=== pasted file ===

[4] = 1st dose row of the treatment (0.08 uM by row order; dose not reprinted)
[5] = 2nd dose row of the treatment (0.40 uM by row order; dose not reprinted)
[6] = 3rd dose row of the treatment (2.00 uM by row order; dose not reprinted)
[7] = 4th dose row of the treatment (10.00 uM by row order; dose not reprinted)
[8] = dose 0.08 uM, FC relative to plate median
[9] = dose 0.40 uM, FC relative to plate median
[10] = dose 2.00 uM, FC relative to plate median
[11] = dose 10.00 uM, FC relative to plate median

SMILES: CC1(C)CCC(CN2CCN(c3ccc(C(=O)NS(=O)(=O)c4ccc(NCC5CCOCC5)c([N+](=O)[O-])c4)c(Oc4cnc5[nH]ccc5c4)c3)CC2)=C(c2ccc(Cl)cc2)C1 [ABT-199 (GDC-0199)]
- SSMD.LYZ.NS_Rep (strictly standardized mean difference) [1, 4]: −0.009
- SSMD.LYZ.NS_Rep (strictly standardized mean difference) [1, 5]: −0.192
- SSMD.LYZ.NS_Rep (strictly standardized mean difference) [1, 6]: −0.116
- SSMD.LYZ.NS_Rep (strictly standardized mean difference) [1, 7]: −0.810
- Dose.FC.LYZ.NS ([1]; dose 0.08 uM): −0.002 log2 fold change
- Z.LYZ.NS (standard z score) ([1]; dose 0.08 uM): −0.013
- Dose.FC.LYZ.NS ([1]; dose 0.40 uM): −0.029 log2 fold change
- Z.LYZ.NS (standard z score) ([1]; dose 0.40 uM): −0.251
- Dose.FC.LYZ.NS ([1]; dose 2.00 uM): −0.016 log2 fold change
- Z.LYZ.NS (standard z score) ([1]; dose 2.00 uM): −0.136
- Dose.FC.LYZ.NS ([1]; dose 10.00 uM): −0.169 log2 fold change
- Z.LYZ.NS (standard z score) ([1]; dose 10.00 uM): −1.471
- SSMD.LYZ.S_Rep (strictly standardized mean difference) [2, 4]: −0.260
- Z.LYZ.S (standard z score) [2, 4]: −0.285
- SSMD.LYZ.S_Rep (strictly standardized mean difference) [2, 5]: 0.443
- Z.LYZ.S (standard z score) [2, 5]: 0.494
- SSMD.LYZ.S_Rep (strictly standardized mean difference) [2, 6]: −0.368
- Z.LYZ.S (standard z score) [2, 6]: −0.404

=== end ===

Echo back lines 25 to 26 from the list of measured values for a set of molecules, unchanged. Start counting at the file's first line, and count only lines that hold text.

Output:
- Z.LYZ.S (standard z score) [2, 5]: 0.494
- SSMD.LYZ.S_Rep (strictly standardized mean difference) [2, 6]: −0.368